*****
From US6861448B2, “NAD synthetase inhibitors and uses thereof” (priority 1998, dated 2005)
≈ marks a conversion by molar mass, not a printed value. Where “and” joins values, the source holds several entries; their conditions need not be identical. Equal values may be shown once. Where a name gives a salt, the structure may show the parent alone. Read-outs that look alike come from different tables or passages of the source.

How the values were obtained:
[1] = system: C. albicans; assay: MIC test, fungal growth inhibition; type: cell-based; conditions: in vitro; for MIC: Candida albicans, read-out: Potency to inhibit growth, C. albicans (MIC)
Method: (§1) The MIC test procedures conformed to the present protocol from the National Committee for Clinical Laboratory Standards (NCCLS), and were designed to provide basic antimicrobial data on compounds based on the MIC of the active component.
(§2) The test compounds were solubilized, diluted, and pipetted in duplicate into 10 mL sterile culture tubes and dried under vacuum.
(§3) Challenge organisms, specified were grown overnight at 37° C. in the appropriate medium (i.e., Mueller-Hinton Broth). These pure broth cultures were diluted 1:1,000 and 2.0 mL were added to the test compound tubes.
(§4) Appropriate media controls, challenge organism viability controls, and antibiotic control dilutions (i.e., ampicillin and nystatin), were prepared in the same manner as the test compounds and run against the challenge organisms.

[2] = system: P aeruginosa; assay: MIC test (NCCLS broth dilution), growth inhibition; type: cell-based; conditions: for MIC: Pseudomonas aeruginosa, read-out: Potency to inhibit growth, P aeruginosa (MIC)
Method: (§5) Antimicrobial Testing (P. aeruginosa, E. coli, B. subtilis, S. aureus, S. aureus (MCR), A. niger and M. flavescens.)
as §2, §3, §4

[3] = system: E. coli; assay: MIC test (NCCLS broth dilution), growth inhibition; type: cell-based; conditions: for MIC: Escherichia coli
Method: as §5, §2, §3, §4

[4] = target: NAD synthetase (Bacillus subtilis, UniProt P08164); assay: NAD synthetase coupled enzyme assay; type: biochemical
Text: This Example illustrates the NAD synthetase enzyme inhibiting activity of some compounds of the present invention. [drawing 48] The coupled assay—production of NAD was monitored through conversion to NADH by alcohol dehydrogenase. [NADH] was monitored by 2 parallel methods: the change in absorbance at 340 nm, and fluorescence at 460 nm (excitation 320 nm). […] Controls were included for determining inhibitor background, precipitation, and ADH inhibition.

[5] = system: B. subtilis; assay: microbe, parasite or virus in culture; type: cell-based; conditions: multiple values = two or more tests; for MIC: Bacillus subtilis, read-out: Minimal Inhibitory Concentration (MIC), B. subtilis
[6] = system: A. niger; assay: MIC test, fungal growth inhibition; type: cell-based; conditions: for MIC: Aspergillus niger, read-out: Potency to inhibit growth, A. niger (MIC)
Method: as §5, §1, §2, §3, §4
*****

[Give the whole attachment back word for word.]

From US6861448B2, “NAD synthetase inhibitors and uses thereof” (priority 1998, dated 2005)
≈ marks a conversion by molar mass, not a printed value. Where “and” joins values, the source holds several entries; their conditions need not be identical. Equal values may be shown once. Where a name gives a salt, the structure may show the parent alone. Read-outs that look alike come from different tables or passages of the source.

How the values were obtained:
[1] = system: C. albicans; assay: MIC test, fungal growth inhibition; type: cell-based; conditions: in vitro; for MIC: Candida albicans, read-out: Potency to inhibit growth, C. albicans (MIC)
Method: (§1) The MIC test procedures conformed to the present protocol from the National Committee for Clinical Laboratory Standards (NCCLS), and were designed to provide basic antimicrobial data on compounds based on the MIC of the active component.
(§2) The test compounds were solubilized, diluted, and pipetted in duplicate into 10 mL sterile culture tubes and dried under vacuum.
(§3) Challenge organisms, specified were grown overnight at 37° C. in the appropriate medium (i.e., Mueller-Hinton Broth). These pure broth cultures were diluted 1:1,000 and 2.0 mL were added to the test compound tubes.
(§4) Appropriate media controls, challenge organism viability controls, and antibiotic control dilutions (i.e., ampicillin and nystatin), were prepared in the same manner as the test compounds and run against the challenge organisms.

[2] = system: P aeruginosa; assay: MIC test (NCCLS broth dilution), growth inhibition; type: cell-based; conditions: for MIC: Pseudomonas aeruginosa, read-out: Potency to inhibit growth, P aeruginosa (MIC)
Method: (§5) Antimicrobial Testing (P. aeruginosa, E. coli, B. subtilis, S. aureus, S. aureus (MCR), A. niger and M. flavescens.)
as §2, §3, §4

[3] = system: E. coli; assay: MIC test (NCCLS broth dilution), growth inhibition; type: cell-based; conditions: for MIC: Escherichia coli
Method: as §5, §2, §3, §4

[4] = target: NAD synthetase (Bacillus subtilis, UniProt P08164); assay: NAD synthetase coupled enzyme assay; type: biochemical
Text: This Example illustrates the NAD synthetase enzyme inhibiting activity of some compounds of the present invention. [drawing 48] The coupled assay—production of NAD was monitored through conversion to NADH by alcohol dehydrogenase. [NADH] was monitored by 2 parallel methods: the change in absorbance at 340 nm, and fluorescence at 460 nm (excitation 320 nm). […] Controls were included for determining inhibitor background, precipitation, and ADH inhibition.

[5] = system: B. subtilis; assay: microbe, parasite or virus in culture; type: cell-based; conditions: multiple values = two or more tests; for MIC: Bacillus subtilis, read-out: Minimal Inhibitory Concentration (MIC), B. subtilis
[6] = system: A. niger; assay: MIC test, fungal growth inhibition; type: cell-based; conditions: for MIC: Aspergillus niger, read-out: Potency to inhibit growth, A. niger (MIC)
Method: as §5, §1, §2, §3, §4